A number of considerations must be mentioned before specific ADL issues are discussed. The first and most obvious consideration is what segment of the body is affected by injury or surgery. The act of getting out of bed will be different for a spinal surgery patient than for a patient who had shoulder surgery. The second consideration is the type of surgery or injury to that region. Ligament reconstruction of the lateral ankle comes with different functional considerations than a grade II ankle sprain. Similarly, shoulder surgery and hand surgery present different obstacles to the patient’s ability to perform ADLs. Likewise, it makes a difference if the injury or surgery occurs to the dominant or nondominant arm. The third consideration is the amount of assistance the patient has at home. If the patient has enough help from friends and family, the stress of performing ADLs is lowered. However, many patients do not have help at home, or help is only available on a part-time basis. It may be uncomfortable for a patient to rely on a friend or neighbor for assistance, especially in self-care tasks. Some older or more disabled patients need assistance to perform most basic functional tasks; in these cases, in-home nursing care may be the best option, or a short time in a rehabilitation facility may be warranted.
Most patients prefer to be as independent as possible after surgery or injury. Therefore, the purpose of this chapter is to give the rehabilitation clinician a few ideas and techniques for instructing patients on how to perform basic functional tasks on their own. An often-overlooked aspect to performing ADLs without help is how much time they will require. Patients should be advised that previously quick, simple tasks can become arduous and can take minutes rather than moments to perform. The patient may experience fatigue, frustration, and possibly anger during the time when the injured segment must remain inactive to allow healing.3
When patients feel that their independence is threatened, which it certainly will be after most severe injuries or surgeries, emotional distress is common.1, 3 The hat the clinician will likely wear during this time is one of encourager. It is difficult for patients to see an end to their situation while they are struggling to perform simple ADLs. The clinician can play a significant role in reducing patients’ frustration by teaching them to perform ADLs independently and without irritating the healing structures.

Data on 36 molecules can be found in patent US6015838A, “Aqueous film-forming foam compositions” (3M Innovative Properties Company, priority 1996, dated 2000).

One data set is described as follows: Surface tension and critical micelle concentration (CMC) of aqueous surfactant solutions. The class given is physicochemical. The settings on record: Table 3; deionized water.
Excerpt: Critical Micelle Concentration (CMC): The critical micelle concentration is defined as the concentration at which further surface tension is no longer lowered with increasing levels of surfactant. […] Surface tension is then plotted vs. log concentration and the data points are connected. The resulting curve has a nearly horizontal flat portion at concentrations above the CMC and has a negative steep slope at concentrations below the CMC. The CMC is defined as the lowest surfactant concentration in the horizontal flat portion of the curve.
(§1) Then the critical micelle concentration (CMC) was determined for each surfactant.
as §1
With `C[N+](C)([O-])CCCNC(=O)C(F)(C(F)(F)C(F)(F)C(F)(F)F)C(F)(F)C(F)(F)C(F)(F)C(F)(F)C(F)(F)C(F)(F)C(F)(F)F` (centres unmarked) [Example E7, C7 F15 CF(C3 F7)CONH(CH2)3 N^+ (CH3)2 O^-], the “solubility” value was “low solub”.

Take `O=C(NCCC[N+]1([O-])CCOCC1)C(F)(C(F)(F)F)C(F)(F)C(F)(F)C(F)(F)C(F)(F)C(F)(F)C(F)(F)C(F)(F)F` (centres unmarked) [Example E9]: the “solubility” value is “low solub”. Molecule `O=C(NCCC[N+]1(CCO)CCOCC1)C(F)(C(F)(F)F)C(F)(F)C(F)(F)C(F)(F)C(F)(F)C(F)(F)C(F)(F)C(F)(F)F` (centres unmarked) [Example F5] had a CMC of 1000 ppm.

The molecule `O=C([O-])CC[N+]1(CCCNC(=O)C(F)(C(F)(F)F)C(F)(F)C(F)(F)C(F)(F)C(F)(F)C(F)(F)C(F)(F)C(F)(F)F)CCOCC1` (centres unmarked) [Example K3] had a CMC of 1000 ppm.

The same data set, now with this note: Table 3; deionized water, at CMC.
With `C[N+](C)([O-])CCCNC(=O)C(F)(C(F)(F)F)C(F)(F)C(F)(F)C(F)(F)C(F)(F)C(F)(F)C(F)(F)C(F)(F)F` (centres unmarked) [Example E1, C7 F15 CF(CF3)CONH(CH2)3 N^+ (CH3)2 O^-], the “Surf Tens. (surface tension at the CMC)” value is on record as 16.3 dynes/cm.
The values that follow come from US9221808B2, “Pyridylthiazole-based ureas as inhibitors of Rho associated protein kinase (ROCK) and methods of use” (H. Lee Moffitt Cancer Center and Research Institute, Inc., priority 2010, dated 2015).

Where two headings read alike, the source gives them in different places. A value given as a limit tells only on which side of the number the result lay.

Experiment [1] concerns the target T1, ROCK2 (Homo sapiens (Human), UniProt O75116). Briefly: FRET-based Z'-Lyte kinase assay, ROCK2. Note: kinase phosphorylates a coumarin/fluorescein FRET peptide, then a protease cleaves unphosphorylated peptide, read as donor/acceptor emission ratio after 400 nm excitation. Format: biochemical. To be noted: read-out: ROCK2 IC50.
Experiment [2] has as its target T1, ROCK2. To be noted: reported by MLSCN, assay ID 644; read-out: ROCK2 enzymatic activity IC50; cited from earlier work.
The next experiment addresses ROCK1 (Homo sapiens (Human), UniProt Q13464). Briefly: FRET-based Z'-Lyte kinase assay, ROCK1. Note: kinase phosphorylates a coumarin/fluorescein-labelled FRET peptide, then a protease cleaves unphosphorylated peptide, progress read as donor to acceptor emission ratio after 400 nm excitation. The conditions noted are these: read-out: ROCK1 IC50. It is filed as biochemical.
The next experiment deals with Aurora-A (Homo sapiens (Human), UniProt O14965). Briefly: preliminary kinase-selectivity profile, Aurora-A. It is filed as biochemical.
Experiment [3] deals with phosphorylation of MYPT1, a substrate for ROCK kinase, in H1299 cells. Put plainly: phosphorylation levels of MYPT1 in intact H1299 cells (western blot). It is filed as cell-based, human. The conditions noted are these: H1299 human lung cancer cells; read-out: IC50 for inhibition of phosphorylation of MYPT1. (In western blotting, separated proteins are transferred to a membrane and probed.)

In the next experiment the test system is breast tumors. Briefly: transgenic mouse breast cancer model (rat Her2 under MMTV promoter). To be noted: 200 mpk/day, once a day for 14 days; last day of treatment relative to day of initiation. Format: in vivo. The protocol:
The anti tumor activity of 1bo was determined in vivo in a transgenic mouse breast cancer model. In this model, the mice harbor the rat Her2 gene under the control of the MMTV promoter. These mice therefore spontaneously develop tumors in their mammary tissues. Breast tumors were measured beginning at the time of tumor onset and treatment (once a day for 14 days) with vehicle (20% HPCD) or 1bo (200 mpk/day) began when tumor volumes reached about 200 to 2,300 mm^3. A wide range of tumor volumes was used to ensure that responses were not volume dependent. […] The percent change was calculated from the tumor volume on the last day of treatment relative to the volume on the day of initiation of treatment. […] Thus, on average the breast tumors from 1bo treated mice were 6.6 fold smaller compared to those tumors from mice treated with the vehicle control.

One of the primary objectives in the inactive and early active phases of rehabilitation is to protect the injured area to promote healing. If the patient is in a sling or a brace and is using the involved extremity too often, healing will be slowed.4 During your career as a rehabilitation clinician, you will see many patients unwittingly, often very creatively, putting their injured segments in harm’s way during functional tasks.
During the early phases of healing, reducing the stress to the involved area allows the body to progress through the inflammatory and early proliferation phases more smoothly, which allows the entire process to follow a more predictable recovery time frame.5, 6 The hat the rehabilitation clinician wears at this point is advisor as you offer the patient ideas of how to reduce inflammation and stress to the injured region during basic functional tasks. This results in reduction of the patient’s pain, discomfort, and swelling, which helps the patient to rest and sleep, and these are all important factors in healing.
As an example, after shoulder surgery, the patient is instructed to wear a sling for a time to allow the repaired tissue to heal before stress is applied to the shoulder. The patient is not to use the shoulder because active muscle contraction during the inactive phase of rehabilitation is counterproductive. Patients may know that they should not use the injured arm to cut a piece of steak, but they may not know that using the injured arm to hold a fork in the steak to keep it still while cutting it with the other arm is also counterproductive. When patients are told not to use a body segment, they often are not aware when they are actually using it. In this example, rehabilitation clinicians know that the shoulder muscles work to stabilize the shoulder when the patient is actively holding the arm still to prevent movement. But the patient may think that as long as he does not move the shoulder away from his body, he is not using the shoulder muscles. This is a common mistake. Therefore, rehabilitation clinicians should take the time to instruct and guide patients on proper adaptations and functional ways to perform their ADLs without endangering their healing tissues.
Patients need the rehabilitation clinician to play different roles at different stages of the rehabilitation process. The roles, or hats, vary depending on the patient and the injury. The hats a rehabilitation clinician wears for one patient may not be the same hats he or she wears for another. The hats may include encourager, motivator, advisor, and confidant. Emotional guidance is often needed to help with physical recovery.1